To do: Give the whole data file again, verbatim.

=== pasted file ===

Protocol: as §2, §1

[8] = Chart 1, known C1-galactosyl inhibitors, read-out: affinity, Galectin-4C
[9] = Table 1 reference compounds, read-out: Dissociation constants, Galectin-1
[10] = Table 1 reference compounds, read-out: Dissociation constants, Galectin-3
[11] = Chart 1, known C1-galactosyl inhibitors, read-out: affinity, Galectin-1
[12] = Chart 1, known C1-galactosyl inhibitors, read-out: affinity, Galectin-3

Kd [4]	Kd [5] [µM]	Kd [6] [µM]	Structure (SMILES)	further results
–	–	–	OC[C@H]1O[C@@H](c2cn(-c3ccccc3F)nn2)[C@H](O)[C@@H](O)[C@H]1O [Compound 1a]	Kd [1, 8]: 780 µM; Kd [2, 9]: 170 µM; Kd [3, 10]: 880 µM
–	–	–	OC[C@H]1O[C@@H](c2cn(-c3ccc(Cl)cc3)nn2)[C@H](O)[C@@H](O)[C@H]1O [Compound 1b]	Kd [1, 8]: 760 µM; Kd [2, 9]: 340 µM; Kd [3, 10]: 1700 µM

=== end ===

Protocol: as §2, §1

[8] = Chart 1, known C1-galactosyl inhibitors, read-out: affinity, Galectin-4C
[9] = Table 1 reference compounds, read-out: Dissociation constants, Galectin-1
[10] = Table 1 reference compounds, read-out: Dissociation constants, Galectin-3
[11] = Chart 1, known C1-galactosyl inhibitors, read-out: affinity, Galectin-1
[12] = Chart 1, known C1-galactosyl inhibitors, read-out: affinity, Galectin-3

Kd [4]	Kd [5] [µM]	Kd [6] [µM]	Structure (SMILES)	further results
–	–	–	OC[C@H]1O[C@@H](c2cn(-c3ccccc3F)nn2)[C@H](O)[C@@H](O)[C@H]1O [Compound 1a]	Kd [1, 8]: 780 µM; Kd [2, 9]: 170 µM; Kd [3, 10]: 880 µM
–	–	–	OC[C@H]1O[C@@H](c2cn(-c3ccc(Cl)cc3)nn2)[C@H](O)[C@@H](O)[C@H]1O [Compound 1b]	Kd [1, 8]: 760 µM; Kd [2, 9]: 340 µM; Kd [3, 10]: 1700 µM